Snarled traffic is costing travelers in the 85 biggest U.S. cities a whopping 3.5 billion hours a year, up from 700 million two decades ago.
The problem worsened over the past two decades in small, medium and large cities, according to the Texas Transportation Institute's annual Urban Mobility Report released Tuesday. The institute, part of Texas A&M University, looked at data from 1982 to 2002.
Over that period, the study recorded the greatest leap in congestion in Dallas, from 13 hours annually in 1982 for the average peak-period traveler to 61 hours annually in 2002, and in Riverside, Calif., from nine hours annually per rush-hour traveler in 1982 to 57 hours on average in 2002.
In the Pacific Northwest, Seattle ranked 18th overall with 46 hours a year, followed by Portland, Ore.-Vancouver, Wash., No. 24, 41 hours; Salem, Ore., No. 63, 14 hours; and Spokane, Wash., and Eugene, Ore., part of a four-way tie for 74th with nine hours.
The average urban traveler was stuck in road traffic 46 hours a year in 2002, a 187 percent increase over the 16 hours lost in 1982.
Even more startling is the decline of free-flowing traffic during rush hour. In 1982, 30 percent of urban highways and arteries were congested. Twenty years later, drivers were delayed on 67 percent of those roads.
Alan Pisarski, author of "Commuting in America," said that escaping to a small city no longer means escaping from traffic.
"You're beginning to see problems in places that you didn't know had problems, places you've never heard of," Pisarski said.
Even in cities with the least bad congestion — Anchorage, Alaska, and Brownsville, Texas — drivers lost five hours a year to traffic. In medium-sized cities such as Honolulu it was 18 hours.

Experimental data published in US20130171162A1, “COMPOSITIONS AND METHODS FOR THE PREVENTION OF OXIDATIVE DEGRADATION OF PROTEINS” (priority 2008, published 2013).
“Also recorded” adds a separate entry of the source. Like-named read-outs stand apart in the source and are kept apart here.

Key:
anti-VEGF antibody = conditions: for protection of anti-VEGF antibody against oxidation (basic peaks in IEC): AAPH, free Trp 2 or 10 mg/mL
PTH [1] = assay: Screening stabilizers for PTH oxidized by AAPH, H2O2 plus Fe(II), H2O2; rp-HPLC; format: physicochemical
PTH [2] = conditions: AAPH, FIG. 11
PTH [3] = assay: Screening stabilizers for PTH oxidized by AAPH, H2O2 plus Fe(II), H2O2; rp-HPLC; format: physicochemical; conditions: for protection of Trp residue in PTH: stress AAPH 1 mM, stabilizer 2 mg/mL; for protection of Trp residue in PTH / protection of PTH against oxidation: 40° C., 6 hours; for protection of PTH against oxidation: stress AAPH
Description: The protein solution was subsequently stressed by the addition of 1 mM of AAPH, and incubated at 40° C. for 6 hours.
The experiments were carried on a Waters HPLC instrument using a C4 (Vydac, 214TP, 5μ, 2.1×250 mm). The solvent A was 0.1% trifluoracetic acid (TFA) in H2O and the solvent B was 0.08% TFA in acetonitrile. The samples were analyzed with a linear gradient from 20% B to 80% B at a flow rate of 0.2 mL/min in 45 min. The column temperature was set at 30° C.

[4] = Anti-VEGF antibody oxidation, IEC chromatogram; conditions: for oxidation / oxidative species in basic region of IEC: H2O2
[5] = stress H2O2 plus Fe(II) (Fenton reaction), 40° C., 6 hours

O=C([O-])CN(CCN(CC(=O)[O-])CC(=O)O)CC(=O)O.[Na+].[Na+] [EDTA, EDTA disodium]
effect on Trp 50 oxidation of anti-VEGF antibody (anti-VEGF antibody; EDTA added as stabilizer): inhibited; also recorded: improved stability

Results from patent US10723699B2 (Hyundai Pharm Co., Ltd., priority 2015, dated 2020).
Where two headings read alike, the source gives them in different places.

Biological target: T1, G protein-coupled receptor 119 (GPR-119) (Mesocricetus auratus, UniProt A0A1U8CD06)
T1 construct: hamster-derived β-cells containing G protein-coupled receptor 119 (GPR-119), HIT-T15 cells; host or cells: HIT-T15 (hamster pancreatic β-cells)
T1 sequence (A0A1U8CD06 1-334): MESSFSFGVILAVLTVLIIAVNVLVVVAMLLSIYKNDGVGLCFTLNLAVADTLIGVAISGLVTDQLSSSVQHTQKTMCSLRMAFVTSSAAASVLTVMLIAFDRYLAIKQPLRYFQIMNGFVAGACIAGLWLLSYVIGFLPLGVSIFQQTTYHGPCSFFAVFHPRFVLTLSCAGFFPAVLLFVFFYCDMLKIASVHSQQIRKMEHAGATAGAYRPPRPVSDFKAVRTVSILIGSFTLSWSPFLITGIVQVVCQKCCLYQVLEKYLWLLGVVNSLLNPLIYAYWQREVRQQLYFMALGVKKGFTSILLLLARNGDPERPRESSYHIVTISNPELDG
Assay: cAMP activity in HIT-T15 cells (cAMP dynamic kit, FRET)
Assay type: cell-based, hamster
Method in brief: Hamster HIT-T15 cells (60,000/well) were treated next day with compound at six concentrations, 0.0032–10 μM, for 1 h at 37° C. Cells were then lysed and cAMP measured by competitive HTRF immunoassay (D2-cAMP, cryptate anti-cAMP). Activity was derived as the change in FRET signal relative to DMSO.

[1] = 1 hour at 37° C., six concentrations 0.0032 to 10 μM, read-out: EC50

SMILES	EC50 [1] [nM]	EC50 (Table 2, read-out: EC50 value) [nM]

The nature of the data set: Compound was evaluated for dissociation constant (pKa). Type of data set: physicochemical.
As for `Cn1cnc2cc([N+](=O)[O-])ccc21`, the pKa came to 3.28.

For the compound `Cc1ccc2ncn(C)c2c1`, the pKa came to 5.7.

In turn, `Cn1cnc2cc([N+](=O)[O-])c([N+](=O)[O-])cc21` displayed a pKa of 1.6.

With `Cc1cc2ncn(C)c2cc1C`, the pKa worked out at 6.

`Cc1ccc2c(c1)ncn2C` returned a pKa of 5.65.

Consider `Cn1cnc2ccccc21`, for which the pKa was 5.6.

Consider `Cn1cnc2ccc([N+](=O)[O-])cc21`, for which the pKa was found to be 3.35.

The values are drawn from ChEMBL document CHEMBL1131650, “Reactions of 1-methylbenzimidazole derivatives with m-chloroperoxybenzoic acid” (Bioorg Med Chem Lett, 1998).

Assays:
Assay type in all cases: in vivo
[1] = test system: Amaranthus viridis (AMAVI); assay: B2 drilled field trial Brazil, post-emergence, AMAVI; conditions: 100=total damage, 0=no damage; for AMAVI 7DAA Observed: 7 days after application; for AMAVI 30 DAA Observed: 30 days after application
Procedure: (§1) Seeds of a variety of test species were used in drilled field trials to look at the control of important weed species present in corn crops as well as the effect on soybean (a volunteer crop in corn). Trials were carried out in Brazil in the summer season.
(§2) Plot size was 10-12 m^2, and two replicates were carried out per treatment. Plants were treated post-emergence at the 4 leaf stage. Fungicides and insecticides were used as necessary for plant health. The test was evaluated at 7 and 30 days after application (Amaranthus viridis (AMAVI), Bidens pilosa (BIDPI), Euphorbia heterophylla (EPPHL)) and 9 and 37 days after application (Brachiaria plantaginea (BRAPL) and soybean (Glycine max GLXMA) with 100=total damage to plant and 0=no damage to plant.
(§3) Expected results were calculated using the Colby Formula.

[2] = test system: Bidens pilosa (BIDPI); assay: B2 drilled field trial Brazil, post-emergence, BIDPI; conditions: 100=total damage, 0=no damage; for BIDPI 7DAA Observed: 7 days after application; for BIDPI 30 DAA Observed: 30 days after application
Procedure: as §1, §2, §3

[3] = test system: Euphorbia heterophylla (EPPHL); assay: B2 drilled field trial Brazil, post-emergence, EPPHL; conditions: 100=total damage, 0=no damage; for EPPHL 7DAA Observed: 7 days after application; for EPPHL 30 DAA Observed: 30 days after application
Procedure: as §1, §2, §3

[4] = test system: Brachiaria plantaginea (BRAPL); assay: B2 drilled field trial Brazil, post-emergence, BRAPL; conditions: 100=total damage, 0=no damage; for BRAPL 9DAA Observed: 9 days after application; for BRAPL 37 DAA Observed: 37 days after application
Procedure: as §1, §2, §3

The problem is still most severe in cities with more than 3 million inhabitants.
The average Los Angeles commuter spent 93 hours snarled in traffic in 2002, the most of any city in the survey. In San Francisco-Oakland area, drivers lost 73 hours to rush-hour slowdowns. And in the Washington, D.C., metropolitan area, motorists spent 67 hours stuck in traffic on average in 2002.
What's alarming is how congestion outpaces a city's ability to handle it.
In 54 urban areas, traffic snarls increased 30 percent faster than roads could be built to alleviate them.
Tim Lomax, the report's author, said the news was not all bad. Roads were built fast enough to catch up to spreading populations in some cities, such as Anchorage, New Orleans, Pittsburgh, Tampa, Fla., and Charleston, S.C.
"They've been getting worse, but they've been getting worse slower than everyone else," Lomax said. "In the bizarre world of transportation mobility, that's progress."
Tampa is a good example of a city that has eased traffic in ways other than building roads, Lomax said. Like many cities, it has coordinated its traffic signals, smoothed traffic flow on major roads and created teams to quickly respond to accidents. Such programs have reduced traffic delays in Tampa by 7 percent, or 3.2 million hours a year.
With names like Highway Helper, The Minute Man and Motorists Assistance Patrol, accident response teams are used in 71 cities, where they saved drivers an estimated 170 million hours in 2002.
Lomax said bigger cities are realizing that they can help fix their traffic problems with operational solutions as well as by expanding roads.
"It's something you can do right away," he said. The report notes that major highway improvements can take 10 years to 15 years to complete.
Traffic in some cities has actually gotten better — but that's because their economies have done poorly.
"In a lot of the places in the past we've seen success in cities suffering job declines — Pittsburgh, Buffalo, Cleveland," Pisarski said. "Unemployment is a great solution."
The biggest time-saver, according to the report, is public transit, which shaves 32 percent off the time drivers spend sitting bumper-to-bumper.
"If public transportation service was discontinued and the riders traveled in private vehicles, the 85 urban areas would have suffered an additional 1.1 billion hours of delay in 2002," the report said.
Lomax said the benefits to transit systems are in cities that are already too congested to handle more vehicles.
"Typically you're in a situation where you can't handle any more transit on the roads, so public transit becomes the way you support economic development," he said.
The report is based on data from the states and the Transportation Department.